A Concrete Jungle Playground: Yeshiva University’s Campus Beyond

By: Avery Horovitz  |  October 16, 2018

By Avery Horovitz

New York City is one like no other. The quintessential concrete jungle is a hub for art, sport, culture- you name it.  Over the course of the coming years that one will spend at Yeshiva University, New York becomes the apparatus for exploration; a giant playground that extends beyond the few blocks between 184th Street and 187th Street or Midtown’s Murray Hill Neighborhood. I would argue that it would be a disservice to oneself as a student to fail to take advantage of the opportunities that exist in the Big Apple outside the bounds of a palpable campus.  

I must be bluntly honest. As a student at Yeshiva University, I have at times found myself lacking the motivation and inspiration necessary to move forward with my studies at various points in my YU career to date. Sometimes, it can seem as though the bland, sterile walls of Furst Hall are closing inwards on oneself, especially during a particularly long, yawn-inducing lecture.  This became no reason to fret, however; I came to the realization that I am actually living in one of the most exciting metropolises on the face of the planet! “What about my next class?” one may ask. Don’t worry about it! Get out there and make the effort to invest in some experiential learning to reignite your passion for learning. I have a distinct memory of exiting a history lecture feeling lost and demoralized.  The lesson made no sense, and at one point the professor started to sound like the adults in the Peanuts cartoons. Rather than let these negative sentiments linger, I decided to make my way downtown, as a sort of impromptu escape. I ended up on Canal Street, which turned out to be a fascinating cultural experience.  It happened to be that in our history course that day, we were discussing immigration to New York City that occurred towards the end of the nineteenth century. I thought about the implications of such a collaborative and rich history of diversity on modern-day New York City. The Big Apple truly exemplifies America as The Melting Pot, fusing cultures from across the world within each block and neighborhood.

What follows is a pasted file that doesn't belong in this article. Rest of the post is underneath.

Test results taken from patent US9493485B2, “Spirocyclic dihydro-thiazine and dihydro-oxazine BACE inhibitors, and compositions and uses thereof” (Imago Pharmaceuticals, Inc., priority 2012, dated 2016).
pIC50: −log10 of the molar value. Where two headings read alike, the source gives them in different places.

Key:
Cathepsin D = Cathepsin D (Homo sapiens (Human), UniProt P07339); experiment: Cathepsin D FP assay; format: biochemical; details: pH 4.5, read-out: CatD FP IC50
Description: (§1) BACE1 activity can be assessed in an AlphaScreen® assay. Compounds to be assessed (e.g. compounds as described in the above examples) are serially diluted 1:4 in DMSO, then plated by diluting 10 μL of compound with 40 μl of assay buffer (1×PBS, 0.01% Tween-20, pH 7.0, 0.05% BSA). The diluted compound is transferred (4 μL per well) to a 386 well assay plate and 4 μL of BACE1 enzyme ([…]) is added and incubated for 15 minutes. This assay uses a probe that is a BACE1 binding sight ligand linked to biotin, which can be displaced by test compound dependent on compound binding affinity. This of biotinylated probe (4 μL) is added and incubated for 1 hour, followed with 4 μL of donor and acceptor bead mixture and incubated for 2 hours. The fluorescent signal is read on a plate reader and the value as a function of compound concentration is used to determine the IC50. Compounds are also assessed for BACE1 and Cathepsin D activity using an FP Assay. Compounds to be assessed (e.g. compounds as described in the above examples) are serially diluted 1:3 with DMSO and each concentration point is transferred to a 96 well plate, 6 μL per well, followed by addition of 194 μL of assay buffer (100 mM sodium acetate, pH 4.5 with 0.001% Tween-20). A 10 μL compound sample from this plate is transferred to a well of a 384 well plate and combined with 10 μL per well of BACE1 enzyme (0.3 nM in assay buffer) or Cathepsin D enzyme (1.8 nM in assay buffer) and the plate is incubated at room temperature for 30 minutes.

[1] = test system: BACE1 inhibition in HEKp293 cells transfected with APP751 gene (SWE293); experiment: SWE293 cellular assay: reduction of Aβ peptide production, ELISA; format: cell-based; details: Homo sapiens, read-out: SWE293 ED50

Upon exiting the subway station, I was immediately surrounded by a conglomerate of different cultures. Various languages, sophisticated art pieces and food products filled my surrounding environment. I was abruptly thrust into another world, the one beyond the more homogenous bubble of Yeshiva University. It was as if my seemingly boring history lecture from earlier in the day had come to life, as I interacted with the world of New York newcomers. This epiphany occurred simply as a result of choosing to take advantage of my wider surroundings.

The adventure outlined above was exceptional and integral in contributing towards my studies as a Yeshiva University scholar who is committed to academic excellence. Perhaps one need not travel particularly far to profit from all that being a student in “The City That Never Sleeps” has to offer. Standing perched on the corner of Broadway and 165th on the other side of our very own Washington Heights, is the notorious former Audubon Ballroom. The venue’s legacy was forever sealed in infamy when controversial political activist Malcolm X was assassinated at the site in 1965. It doesn’t take a history master to understand the considerable impact that Malcolm X had on the movement for civil justice. Fittingly, X had a lot to say on the topic of education as well.  In his personal essay entitled “Learning to Read”, Malcolm X describes his fascinating path of transformation from an illiterate convict to a self-taught worldly mastermind. “Anyone who has read a great deal can imagine the new world that opened,” X expresses as he relates his newfound joy in literacy. All this I was struck by from a simple walk outside in this incredible city filled with potential for education and inspiration.

As I implore all those who find themselves garnering less than enthusiastic motivation for their academic studies to engage New York City to its fullest, I would liken this exploration to a form of literacy as well. Many books can be studied and analyzed in a classroom setting, but the experiential arena for teaching that is New York is one that is unique. Whether it’s in the form of a hard rock concert at Madison Square Garden, a stroll down the colorful Canal Street, or simply discovering the hidden historical significance of your very own neighborhood, perhaps others too can develop this exclusive literal sense and harness it to enhance and uplift your time at Yeshiva University, like I’ve succeeded in doing so far.